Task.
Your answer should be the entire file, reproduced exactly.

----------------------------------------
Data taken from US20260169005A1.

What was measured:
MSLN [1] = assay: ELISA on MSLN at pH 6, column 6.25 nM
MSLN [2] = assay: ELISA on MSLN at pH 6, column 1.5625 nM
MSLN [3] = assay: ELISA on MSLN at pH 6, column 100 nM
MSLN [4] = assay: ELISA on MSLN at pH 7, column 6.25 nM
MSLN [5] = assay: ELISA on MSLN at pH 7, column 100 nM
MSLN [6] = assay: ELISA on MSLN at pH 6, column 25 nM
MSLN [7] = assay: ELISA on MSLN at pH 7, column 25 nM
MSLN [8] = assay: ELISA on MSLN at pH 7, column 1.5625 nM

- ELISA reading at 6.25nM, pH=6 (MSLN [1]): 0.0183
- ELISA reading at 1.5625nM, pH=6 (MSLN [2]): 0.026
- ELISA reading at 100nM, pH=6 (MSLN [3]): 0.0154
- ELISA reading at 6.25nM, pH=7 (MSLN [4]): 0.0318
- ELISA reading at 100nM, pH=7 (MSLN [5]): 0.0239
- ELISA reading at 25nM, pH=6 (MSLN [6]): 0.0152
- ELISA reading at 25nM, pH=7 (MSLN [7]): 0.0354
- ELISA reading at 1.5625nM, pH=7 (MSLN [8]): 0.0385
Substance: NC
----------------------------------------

Data taken from US20260169005A1.

What was measured:
MSLN [1] = assay: ELISA on MSLN at pH 6, column 6.25 nM
MSLN [2] = assay: ELISA on MSLN at pH 6, column 1.5625 nM
MSLN [3] = assay: ELISA on MSLN at pH 6, column 100 nM
MSLN [4] = assay: ELISA on MSLN at pH 7, column 6.25 nM
MSLN [5] = assay: ELISA on MSLN at pH 7, column 100 nM
MSLN [6] = assay: ELISA on MSLN at pH 6, column 25 nM
MSLN [7] = assay: ELISA on MSLN at pH 7, column 25 nM
MSLN [8] = assay: ELISA on MSLN at pH 7, column 1.5625 nM

- ELISA reading at 6.25nM, pH=6 (MSLN [1]): 0.0183
- ELISA reading at 1.5625nM, pH=6 (MSLN [2]): 0.026
- ELISA reading at 100nM, pH=6 (MSLN [3]): 0.0154
- ELISA reading at 6.25nM, pH=7 (MSLN [4]): 0.0318
- ELISA reading at 100nM, pH=7 (MSLN [5]): 0.0239
- ELISA reading at 25nM, pH=6 (MSLN [6]): 0.0152
- ELISA reading at 25nM, pH=7 (MSLN [7]): 0.0354
- ELISA reading at 1.5625nM, pH=7 (MSLN [8]): 0.0385
Substance: NC